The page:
Errorbars on barcharts


An errorbar is a graphical indication of the standard deviation of a measurement. Or a confidence interval.

The mean of a measurement is something. We want to illustrate how confident we are of that value.

How do we plot that?

I am going to use three libraries:


ggplot2 for plotting, dplyr to make manipulating data easier. And tibble to support a single line later.

Then, we need some data.

data <- data.frame(

I now have a dataframe with three variables, name, mean and standard deviation (sd).

How do we plot that?


data %>% 
  ggplot() +
  geom_bar( aes(x=name, y=mean), stat="identity", fill="skyblue") +
  geom_errorbar(aes(x=name, ymin=mean-sd, ymax = mean+sd), width=0.1)

plot of chunk unnamed-chunk-12

So. What on earth was that?

The pipe-operator %>% takes whatever is on the left-hand-side, and inserts it as the first variable in whatever is on the right-hand-side.

What is on the right-hand-side is the ggplot function. That would normally have a datat=something as the first variable. Here that is the data we constructed earlier.

To that initial plot, which is completely empty, we add a geom_bar. That plots the bars on the plot. It takes an x-value, name, and a y-value, mean. And we tell the function, that rather than counting the number of observations of each x-value (the default behavior of geom_bar), it should use the y-values provided. We also want a nice lightblue color for the bars.

To that bar-chart, we now add errorbars. geom_errorbar needs to know the x- and y-values of the bars, in order to place them correctly. It also needs to know where to place the upper errorbar, and the lower errorbar. And we supply the information that ymin, the lower, should be the mean value minus the standard deviation. And the upper bar, ymax, the sum of the mean and sd. Finally we need to decide how broad those lines should be. We do that by writing “width=0.1”. We do not actually have to, but the default value results in an ugly plot.

And there you go, a barchart with errorbars!

Next step

That was all very nice. However! We do not usually have a nice dataframe with means and standard deviations calculated directly. More often, we have a dataframe like this:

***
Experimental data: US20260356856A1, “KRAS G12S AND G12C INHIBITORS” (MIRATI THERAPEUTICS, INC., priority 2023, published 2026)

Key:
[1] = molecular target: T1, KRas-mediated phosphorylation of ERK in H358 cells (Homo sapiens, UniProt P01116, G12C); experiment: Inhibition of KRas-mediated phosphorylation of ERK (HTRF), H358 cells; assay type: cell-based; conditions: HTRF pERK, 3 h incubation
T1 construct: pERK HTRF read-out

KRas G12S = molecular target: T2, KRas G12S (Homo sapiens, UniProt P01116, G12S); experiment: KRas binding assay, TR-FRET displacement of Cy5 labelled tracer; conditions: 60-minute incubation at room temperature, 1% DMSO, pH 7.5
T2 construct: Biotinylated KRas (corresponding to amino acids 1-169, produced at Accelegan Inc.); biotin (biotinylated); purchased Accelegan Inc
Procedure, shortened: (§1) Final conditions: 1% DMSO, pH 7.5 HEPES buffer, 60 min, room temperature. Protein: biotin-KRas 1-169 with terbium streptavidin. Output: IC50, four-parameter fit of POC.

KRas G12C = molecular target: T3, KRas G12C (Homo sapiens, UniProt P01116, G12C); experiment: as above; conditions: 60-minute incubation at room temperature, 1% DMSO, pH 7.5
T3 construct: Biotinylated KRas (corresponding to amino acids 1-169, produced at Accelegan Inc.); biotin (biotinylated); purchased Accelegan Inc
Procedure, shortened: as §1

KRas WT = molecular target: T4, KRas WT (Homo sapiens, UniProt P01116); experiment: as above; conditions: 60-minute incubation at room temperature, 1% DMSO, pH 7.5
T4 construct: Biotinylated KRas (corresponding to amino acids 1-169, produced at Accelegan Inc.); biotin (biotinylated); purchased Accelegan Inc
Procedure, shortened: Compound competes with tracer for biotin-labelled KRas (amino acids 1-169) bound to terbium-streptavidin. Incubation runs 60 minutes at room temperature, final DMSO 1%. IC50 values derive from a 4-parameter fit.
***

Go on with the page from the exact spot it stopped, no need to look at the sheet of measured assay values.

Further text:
mtcars %>% 
  remove_rownames() %>% 
  select(cyl, disp) %>% 
##   cyl disp
## 1   6  160
## 2   6  160
## 3   4  108
## 4   6  258
## 5   8  360
## 6   6  225

I’ll get back to what the code actually means later.

Here we have 32 observations (only 6 shown above), of the variables “cyl” and “disp”. I would now like to make a barplot of the mean value of disp for each of the three different values or groups in cyl (4,6 and 8). And add the errorbars.

You could scroll through all the data, sort them by cyl, manually count the number of observations in each group, add the disp, divide etc etc etc.

But there is a simpler way:

mtcars %>% 
  remove_rownames() %>% 
  select(cyl, disp) %>% 
  group_by(cyl) %>% 
  summarise(mean=mean(disp), sd=sd(disp))
## # A tibble: 3 x 3
##     cyl  mean    sd
##   <dbl> <dbl> <dbl>
## 1     4  105.  26.9
## 2     6  183.  41.6
## 3     8  353.  67.8

mtcars is a build-in dataset (cars in the us in 1974). I send that, using the pipe-operator, to the function remove_rownames, that does exactly that. We don’t need them, and they will just confuse us. That result is then send to the function select, that selects the two columns/variables cyl and disp, and discards the rest. Next, we group the data according to the value of cyl. There are three different values, 4, 6 and 8. And then we use the summarise function, to calculate the mean and the standard deviation of disp, for each of the three groups.

Now we should be ready to plot. We just send the result above to the plot function from before:

mtcars %>% 
  remove_rownames() %>% 
  select(cyl, disp) %>% 
  group_by(cyl) %>% 
  summarise(mean=mean(disp), sd=sd(disp)) %>% 
  ggplot() +
    geom_bar( aes(x=cyl, y=mean), stat="identity", fill="skyblue") +
    geom_errorbar(aes(x=cyl, ymin=mean-sd, ymax = mean+sd), width=0.1)

plot of chunk unnamed-chunk-15
All we need to remember is to change “name” in the original to “cyl”. All done!

But wait! There is more!!

Those errorbars can be shown in more than one way.

Let us start by saving our means and sds in a dataframe:

data <- mtcars %>% 
  remove_rownames() %>% 
  select(cyl, disp) %>% 
  group_by(cyl) %>% 
  summarise(mean=mean(disp), sd=sd(disp))

geom_crossbar results in this:

data %>% 
ggplot() +
  geom_bar( aes(x=cyl, y=mean), stat="identity", fill="skyblue") +
  geom_crossbar( aes(x=cyl, y=mean, ymin=mean-sd, ymax=mean+sd))

plot of chunk unnamed-chunk-17

I think it is ugly. But whatever floats your boat.

Then there is just a vertival bar, geom_linerange. I think it makes it a bit more difficult to compare the errorbars. On the other hand, it results in a plot that is a bit more clean:

data %>% ggplot() +
  geom_bar( aes(x=cyl, y=mean), stat="identity", fill="skyblue") +
  geom_linerange( aes(x=cyl, ymin=mean-sd, ymax=mean+sd))

plot of chunk unnamed-chunk-18

And here is geom_pointrange. The mean is shown as a point. This probably works best without the bars.

data %>% ggplot() +
  geom_bar( aes(x=cyl, y=mean), stat="identity", fill="skyblue", alpha=0.5) +
  geom_pointrange( aes(x=cyl, y=mean, ymin=mean-sd, ymax=mean+sd))

plot of chunk unnamed-chunk-19

Project Euler 5 – Smallest multiple

What is the smallest, positive, number that can be divided by all numbers from 1 to 20 without any remainder?

We are given that 2520 is the smallest that can be divided by all numbers from 1:10.

One number that can definitely be divided by all numbers from 1:20 is:

## [1] 2.432902e+18

But given that

## [1] 3628800

is rather larger than 2520, it is definitely not the answer.

The answer must be a multiple of all the primes smaller than 20. A number that is divisible by 15, will be divisible by
3 and 5.

The library “numbers” have a lot of useful functions. Primes(20) returns all primes smaller than 20, and prod() returns the product of all those primes